It’s more stressful to be a waiter than a neurosurgeon, according to study
From the Southern Medical University
Anyone who has worked in the restaurant industry can tell you just how demanding, stressful, and difficult working an overbooked dinner shift can be. While there are plenty of jobs that can cause a headache, a new study out of Southern Medical University in Guangzhou, China found that waiters and waitresses have one of the highest stress level jobs on the market.
The researchers distinguished careers into four groups based on control and how psychologically demanding the role. Each job was categorized from low stress and low control to high control and high stress.
Restaurant industry jobs fit into the high stress and low control category, which yields for a very restrictive and difficult work day. The researchers then went on to detail the health effects that are common from careers of this calibre.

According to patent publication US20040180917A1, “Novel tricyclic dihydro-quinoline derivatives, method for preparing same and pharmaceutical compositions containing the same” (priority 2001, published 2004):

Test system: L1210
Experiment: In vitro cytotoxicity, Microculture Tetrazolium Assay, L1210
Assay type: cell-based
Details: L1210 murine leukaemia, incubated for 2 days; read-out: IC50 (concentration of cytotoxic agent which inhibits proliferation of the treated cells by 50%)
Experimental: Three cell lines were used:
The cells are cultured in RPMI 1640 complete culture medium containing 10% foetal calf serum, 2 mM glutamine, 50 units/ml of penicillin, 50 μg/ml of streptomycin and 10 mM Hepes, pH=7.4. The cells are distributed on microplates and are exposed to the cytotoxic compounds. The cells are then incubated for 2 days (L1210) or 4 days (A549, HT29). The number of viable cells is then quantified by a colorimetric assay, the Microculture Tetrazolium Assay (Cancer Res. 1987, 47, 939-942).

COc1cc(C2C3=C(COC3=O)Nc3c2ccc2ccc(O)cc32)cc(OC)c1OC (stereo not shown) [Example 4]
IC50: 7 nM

Vice reported that the Southern Medical University scientists, "found that waiters and waitresses have a 22 per cent higher risk of stroke on average than those with low-stress jobs. The figure jumps to 33 per cent for women when the data is split by gender."
Perhaps now people will think twice before snapping fingers for a refill.
HEALTH opioid crisis
What are opioids?
Musicians who walked off stage mid-concert for weird reasons
Fashion killers: Hollywood's most stylish celebrity couples
Explore these Brazilian destinations with the whole family
FOOD Global warming
Food favorites that may soon be extinct
A look at China’s most impressive knock-off wonders
The most common myths and misconceptions aboot Canada, eh